The popularity of GMOs (Genetically modified organisms, also know as genetically engineered organisms) has been growing in the food industry since their first entrance to the market in 1996. And with their growth in popularity, so grows their criticism.
Currently, the fact something is a GMO does not have to be labeled unless, according to FDA guidelines:
- If a bioengineered food is significantly different from its traditional counterpart such that the common or usual name no longer adequately describes the new food, the name must be changed to describe the difference.
- If an issue exists for the food or a constituent of the food regarding how the food is used or consequences of its use, a statement must be made on the label to describe the issue.
- If a bioengineered food has a significantly different nutritional property, its label must reflect the difference.
- If a new food includes an allergen that consumers would not expect to be present based on the name of the food, the presence of that allergen must be disclosed on the label.
Rather quickly, grassroots movements to get GMOs labeled have gained steam. In late March, the “Just Label It” campaign delivered over one million online signatures from members of all fifty states in support of labeling genetically engineered foods to the Food & Drug Administration (FDA). This petition and criticism by many other groups finally pushed for a vote on the labeling of GMOs by Congress.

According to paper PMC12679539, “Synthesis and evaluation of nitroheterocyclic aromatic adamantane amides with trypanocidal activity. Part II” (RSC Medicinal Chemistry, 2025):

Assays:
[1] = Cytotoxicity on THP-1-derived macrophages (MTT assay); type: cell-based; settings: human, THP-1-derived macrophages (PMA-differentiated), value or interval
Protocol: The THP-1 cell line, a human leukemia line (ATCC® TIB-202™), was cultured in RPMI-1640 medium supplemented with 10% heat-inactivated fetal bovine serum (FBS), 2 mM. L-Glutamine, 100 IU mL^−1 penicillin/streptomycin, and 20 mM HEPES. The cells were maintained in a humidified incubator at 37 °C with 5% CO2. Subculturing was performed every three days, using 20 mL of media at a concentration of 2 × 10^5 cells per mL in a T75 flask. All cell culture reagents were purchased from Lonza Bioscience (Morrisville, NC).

On June 21st, a farming bill amendment proposed by Sen.Bernie Sanders (I-VT) and Sen. Barbara Boxer (D-CA) that would, “Permit States to require that any food, beverage, or other edible product offered for sale have a label on indicating that the food, beverage, or other edible product contains a genetically engineered ingredient” failed to pass by a vote of 26-73. The vote against the bill was actually one of the rare cases of bipartisanship in our Congress.
In general, those against GMOs believe that they could be detrimental to health and safety. The belief is that the modified foods may react in an unknown way with the human body and have long-term negative effects. They also fear that the genetic modified strains could cross with those that are unmodified, creating a potential ecological crisis. At the very least labeling should be caused to allow consumers to make educated choices.
Those in favor of allowing GMOs to remain in the marketplace without a label believe they help keep food costs low and are completely safe. They argue the fact that currently most scientific trials of GMOs have shown them to not be any less nutritious than regular foods and that no toxic effects of any in the marketplace have been observed. The thought is that the labeling of GMOs would create an unnecessarily bad reputation and hurt business for companies using what they believe has been shown to not be a dangerous product.
As of right now, GMOs of animal products are currently not on the marketplace. If that ever occurs, another vote on GMO labeling will likely be forced by the outcry from those against them.